Layers of objects slowly coalesce to create a place. There are also mass-produced retail Islamic products such as Hajj wall-hangings, gold-embossed Korans, and Chinese-made Afghan rugs. It is a globalised landscape of things. At times you think you might be looking at a madrassa in Pakistan or a stuffy prayer room in Indonesia, until a sash window or a view of terraced houses brings you back from a reverie. These are the spaces of the newly arrived and the poor — they come with a strange beauty.
Turner points out that the network of mosques established over decades in often inhospitable landscapes are a “crowdsourced architecture, grassroots and bottom-up. They might make a model for other community projects”. “Anyone can set a mosque up. It’s very democratic,” Saleem adds. But is there a danger of exoticising Islamic design in a similar, nostalgic and symbolic way to what Chambers did with his 18th-century folly or how curry restaurants have adopted an all-purpose South Asian look? Are we in danger of fetishising an idea set against a background of Islamophobia, of othering it through good intentions? Or is this the Martin Parr moment for mosques, patronising and twee?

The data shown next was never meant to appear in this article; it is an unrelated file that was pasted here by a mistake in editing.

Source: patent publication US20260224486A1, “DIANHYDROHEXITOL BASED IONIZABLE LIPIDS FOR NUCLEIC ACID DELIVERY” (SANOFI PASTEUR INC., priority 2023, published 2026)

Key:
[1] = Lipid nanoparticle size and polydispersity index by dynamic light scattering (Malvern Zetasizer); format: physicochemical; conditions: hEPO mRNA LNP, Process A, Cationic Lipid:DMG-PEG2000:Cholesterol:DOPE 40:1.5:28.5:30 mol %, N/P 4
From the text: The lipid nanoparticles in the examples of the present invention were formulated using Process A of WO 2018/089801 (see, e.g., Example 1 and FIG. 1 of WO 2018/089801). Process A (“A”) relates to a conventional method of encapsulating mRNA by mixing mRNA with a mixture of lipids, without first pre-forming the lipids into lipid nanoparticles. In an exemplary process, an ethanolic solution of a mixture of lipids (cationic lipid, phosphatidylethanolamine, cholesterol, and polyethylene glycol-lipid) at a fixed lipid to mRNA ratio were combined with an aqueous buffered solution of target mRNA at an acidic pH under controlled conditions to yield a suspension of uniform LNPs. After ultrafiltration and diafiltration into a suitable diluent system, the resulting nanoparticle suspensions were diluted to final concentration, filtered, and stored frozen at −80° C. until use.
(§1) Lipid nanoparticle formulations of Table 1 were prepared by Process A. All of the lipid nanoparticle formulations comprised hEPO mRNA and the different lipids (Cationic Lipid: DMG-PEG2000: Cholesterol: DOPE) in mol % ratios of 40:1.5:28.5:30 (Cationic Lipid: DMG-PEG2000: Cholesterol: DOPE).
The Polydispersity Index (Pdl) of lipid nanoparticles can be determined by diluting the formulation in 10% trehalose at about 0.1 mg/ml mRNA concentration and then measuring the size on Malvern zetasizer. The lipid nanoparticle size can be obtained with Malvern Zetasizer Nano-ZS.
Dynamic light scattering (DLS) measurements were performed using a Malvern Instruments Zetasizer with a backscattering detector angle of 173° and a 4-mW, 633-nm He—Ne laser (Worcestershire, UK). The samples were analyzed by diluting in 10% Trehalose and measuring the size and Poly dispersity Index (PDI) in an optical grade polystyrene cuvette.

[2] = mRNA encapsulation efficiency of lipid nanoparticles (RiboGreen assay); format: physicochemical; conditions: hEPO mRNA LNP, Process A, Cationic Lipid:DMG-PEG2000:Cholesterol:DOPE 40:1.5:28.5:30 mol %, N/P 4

“There is an exoticisation,” Saleem says. “But we think we’re taking the making of these buildings the way communities have taken ownership of space, and what we’re doing is trying to hear the stories of the people who built them and who use them, listening and contextualising.”
This is an exhibition about capturing what Turner calls “a stage on a journey”. While the end of this stage will be, ironically, a symbol of success for these communities, this project ensures it won’t be lost completely.
‘Three British Mosques’ will be on display at the Venice Biennale of Architecture to November 21, vam.ac.uk